Recovery Nutrition

Your challenge this week is to focus on recovery nutrition.

What do you think is the most crucial time of a training session? Is it the first few minutes, the very end, the warm-up, or somewhere in the middle of your workout that is the most important? It may surprise you to know the most important time is the 30 minutes directly after your workout is finished. The time from your warm-up to the conclusion of your workout is obviously important. Improper form, too low an intensity, too high an intensity, unsafe behavior, and other factors can ruin the effectiveness of a workout. But even if do all of that perfectly, you can still negate the benefits of a workout by not using the 30 minute window following your workout to replenish nutrients lost during your training session.

The latest research on nutrition for endurance exercise points to the following to consider when developing a post recovery nutrition protocol:

1) The “window” of time when nutrition is most effective for recovery

Recover fastest by consuming recovery nutrients immediately after you finish exercise. During a training session you are taxing your body and using up its energy stores (glycogen). Once your workout is finished, you must replenish what you lost in order for your body to begin the process of repair. In the 30 minutes immediately following your workout, your insulin sensitivity is at its highest and when your body is in this state, whatever nutrients you take in will be easily transported directly to your muscles, liver, and wherever else it is needed. You will suck it up like a sponge.

If you do not eat or drink the right things soon after your workout, the window of opportunity will close and it will take you much longer to replenish glycogen stores and other nutrients. This will dramatically increase the time it takes for you to recover from that workout, decrease the performance benefit of the workout, and affect your next workouts.

2) The optimal ratio of carbs to protein post-exercise

Protein is just as important as carb intake after exercise. Whether you’re an elite endurance athlete or a recreational athlete you will benefit from getting extra protein.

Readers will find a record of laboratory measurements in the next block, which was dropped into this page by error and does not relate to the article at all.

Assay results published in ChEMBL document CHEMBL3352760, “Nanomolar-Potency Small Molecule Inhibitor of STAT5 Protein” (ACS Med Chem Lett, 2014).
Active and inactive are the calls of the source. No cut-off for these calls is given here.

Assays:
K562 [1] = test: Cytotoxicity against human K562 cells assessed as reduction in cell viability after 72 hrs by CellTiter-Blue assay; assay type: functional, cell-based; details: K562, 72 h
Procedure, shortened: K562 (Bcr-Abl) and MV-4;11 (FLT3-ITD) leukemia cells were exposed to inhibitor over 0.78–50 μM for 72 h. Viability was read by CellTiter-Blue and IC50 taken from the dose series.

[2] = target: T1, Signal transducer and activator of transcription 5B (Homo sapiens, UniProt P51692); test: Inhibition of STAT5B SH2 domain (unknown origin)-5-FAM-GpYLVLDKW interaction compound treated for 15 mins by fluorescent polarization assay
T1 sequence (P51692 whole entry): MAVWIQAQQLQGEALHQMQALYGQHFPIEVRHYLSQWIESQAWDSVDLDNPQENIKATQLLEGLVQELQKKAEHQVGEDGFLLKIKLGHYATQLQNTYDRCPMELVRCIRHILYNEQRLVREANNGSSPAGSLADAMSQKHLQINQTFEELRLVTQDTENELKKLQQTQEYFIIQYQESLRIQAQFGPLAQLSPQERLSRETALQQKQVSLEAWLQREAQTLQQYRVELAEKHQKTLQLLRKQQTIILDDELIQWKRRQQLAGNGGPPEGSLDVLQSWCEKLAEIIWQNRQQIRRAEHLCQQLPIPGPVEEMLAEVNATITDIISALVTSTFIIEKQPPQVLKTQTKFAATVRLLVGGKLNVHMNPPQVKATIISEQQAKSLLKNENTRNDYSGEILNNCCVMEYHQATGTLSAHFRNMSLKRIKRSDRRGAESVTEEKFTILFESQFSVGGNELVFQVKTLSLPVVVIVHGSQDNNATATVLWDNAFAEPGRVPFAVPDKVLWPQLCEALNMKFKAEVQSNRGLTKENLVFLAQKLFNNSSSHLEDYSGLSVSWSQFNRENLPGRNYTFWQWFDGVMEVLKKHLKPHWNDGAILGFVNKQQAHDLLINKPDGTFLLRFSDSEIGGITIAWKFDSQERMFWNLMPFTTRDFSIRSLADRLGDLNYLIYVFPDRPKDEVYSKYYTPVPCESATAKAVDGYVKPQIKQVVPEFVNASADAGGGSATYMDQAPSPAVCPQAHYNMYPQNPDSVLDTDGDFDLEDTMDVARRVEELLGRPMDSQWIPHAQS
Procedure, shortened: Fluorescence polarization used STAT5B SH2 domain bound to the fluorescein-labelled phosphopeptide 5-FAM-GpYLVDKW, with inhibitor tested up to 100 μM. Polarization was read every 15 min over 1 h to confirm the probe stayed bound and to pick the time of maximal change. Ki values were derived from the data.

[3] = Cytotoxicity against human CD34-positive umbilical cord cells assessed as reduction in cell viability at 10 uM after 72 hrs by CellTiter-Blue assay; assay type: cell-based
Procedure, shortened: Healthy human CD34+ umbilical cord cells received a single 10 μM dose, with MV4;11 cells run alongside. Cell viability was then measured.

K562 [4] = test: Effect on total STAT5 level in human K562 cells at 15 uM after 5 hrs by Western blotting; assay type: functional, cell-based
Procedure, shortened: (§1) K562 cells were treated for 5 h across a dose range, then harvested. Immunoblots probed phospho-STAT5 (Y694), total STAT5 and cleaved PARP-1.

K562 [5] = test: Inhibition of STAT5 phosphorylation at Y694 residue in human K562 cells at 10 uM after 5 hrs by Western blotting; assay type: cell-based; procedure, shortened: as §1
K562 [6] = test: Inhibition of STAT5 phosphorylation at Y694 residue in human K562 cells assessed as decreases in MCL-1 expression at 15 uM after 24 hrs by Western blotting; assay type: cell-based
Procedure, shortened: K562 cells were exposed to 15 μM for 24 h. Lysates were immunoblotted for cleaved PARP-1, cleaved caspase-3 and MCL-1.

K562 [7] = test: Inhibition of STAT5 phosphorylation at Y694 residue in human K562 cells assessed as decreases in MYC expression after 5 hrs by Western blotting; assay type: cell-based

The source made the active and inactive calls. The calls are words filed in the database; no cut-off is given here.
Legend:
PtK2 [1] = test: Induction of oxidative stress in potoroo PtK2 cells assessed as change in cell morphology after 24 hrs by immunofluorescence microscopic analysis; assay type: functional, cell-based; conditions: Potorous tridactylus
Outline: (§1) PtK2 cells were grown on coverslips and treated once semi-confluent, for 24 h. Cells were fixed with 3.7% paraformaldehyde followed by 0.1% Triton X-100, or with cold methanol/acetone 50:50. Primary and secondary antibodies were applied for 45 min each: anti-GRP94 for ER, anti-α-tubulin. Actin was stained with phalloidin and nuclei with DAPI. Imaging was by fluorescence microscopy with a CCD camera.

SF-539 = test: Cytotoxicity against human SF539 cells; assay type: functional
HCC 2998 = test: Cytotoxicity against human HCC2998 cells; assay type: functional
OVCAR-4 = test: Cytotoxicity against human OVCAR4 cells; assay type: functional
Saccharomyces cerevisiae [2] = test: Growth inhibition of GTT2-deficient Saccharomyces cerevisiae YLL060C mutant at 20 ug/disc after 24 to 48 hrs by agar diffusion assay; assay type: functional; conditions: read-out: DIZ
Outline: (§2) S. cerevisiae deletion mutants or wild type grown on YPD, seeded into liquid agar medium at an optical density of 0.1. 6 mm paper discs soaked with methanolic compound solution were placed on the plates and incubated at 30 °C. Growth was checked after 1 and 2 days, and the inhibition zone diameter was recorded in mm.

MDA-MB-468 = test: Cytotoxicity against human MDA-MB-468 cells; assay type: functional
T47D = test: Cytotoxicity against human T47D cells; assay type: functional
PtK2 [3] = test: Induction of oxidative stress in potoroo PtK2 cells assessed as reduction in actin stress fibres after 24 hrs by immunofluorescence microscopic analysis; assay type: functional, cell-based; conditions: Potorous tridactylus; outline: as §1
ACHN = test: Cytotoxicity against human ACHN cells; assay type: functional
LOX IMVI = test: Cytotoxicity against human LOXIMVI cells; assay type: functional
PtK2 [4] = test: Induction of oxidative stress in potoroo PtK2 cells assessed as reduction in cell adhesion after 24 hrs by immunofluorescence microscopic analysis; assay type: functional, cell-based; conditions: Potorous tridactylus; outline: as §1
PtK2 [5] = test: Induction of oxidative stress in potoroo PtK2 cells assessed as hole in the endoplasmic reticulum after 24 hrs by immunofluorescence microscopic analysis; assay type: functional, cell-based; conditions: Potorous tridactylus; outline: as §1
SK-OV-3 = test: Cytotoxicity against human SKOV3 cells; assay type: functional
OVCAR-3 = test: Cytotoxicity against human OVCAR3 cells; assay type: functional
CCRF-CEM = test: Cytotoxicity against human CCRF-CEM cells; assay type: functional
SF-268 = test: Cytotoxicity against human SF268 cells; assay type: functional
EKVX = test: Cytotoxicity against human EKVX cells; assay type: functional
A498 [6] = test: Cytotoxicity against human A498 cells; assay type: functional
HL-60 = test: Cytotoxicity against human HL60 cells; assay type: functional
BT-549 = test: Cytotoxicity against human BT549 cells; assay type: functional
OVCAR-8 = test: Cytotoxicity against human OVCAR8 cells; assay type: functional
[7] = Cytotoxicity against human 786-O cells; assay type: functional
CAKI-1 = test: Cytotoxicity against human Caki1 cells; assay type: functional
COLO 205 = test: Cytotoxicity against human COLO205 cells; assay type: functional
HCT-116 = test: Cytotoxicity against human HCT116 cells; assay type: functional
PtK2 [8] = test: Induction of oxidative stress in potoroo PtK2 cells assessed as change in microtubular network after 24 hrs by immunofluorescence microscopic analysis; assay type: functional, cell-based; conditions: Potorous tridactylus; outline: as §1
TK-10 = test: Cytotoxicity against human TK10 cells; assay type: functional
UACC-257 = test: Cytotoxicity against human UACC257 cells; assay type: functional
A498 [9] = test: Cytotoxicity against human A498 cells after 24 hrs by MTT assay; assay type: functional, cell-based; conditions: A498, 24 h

You must consume Branched Chain Amino Acids (BCAAs) and protein for post-workout nutrition because the BCAAs have been shown to improve muscle glycogen replenishment without requiring the intake of lots of extra carbs. If you’re looking to lose weight, this is essential because you want to be careful about how many carbs you are taking in daily. Either way, BCAAs can help to minimize the catabolic, muscle-degrading response that typically comes from running.

A recent study found that consuming carbs with protein (80 g/carbs, 28 g/protein) after endurance exercise was much more effective at replenishing glycogen in the muscles than carbs alone (80 g/carbs) or a higher amount of carbs (108 g/carbs). Protein supports the gene signaling pathways that are involved in protein and glycogen synthesis. Consuming protein with BCAAs ensures you get your fuel stores back up so you will feel energetic and ready for your next workout.

A ratio of 1:1 carbs to protein may be ideal for recreational athletes, whereas greater carb intake is indicated for intense endurance athletes. A 2:1 or 3:1 (4:1 in very long and intense activities may be warranted) carb to protein ratio may be ideal for endurance athletes, which translates into 0.8 to 1.5 g/kg/lean body weight of simple carbs with 0.3 to 0.5 g/kg/ lean body weight of protein that contains BCAAs. Naturally, this ratio will vary based on individual needs and goals. (Divide your body weight in pounds by 2.2 to calculate your kg.)

3) Opt for whey protein over casein protein

Opt for whey protein over casein for a faster digestive pattern during the post-exercise window of opportunity. Whey protein is responsible for a greater boost to protein synthesis upon ingestion, whereas casein protein releases its amino acids at a slower rate just as complex carbs take longer to digest, counteracting the point of immediate post-exercise nutrition.

4) Milk may not do the body good

Although milk and chocolate milk have been suggested as ideal protein sources, they are both extremely allergenic and inflammatory. If they aren’t organic, they may contain growth hormones and other growth factors that you need to avoid. Whey, which actually comes from milk, is preferred because it is closer in nature to human milk, which in the early stage of lactation is 90 percent whey. This similarity is a primary reason that whey is preferred over cow milk, of which only about 20 percent of the protein content is from whey.

5) Water Water Water

Water is essential to the anti-inflammation and healing process. Prioritize 1-2 water bottles per hour, with added electrolytes (you can use Salt Sticks/Base salts or natural sources - coconut water, Calm, topical magnesium, sea salt, etc), until you have completely restored your pre-workout weight.

6) Avoid Caffeine Post Exercise

Finally, be sure to avoid drinking coffee, energy drinks, or anything with caffeine immediately post-workout because this can inhibit recovery. Research suggests caffeine elevates cortisol, the stress hormone, that you want to help clear as quickly as possible.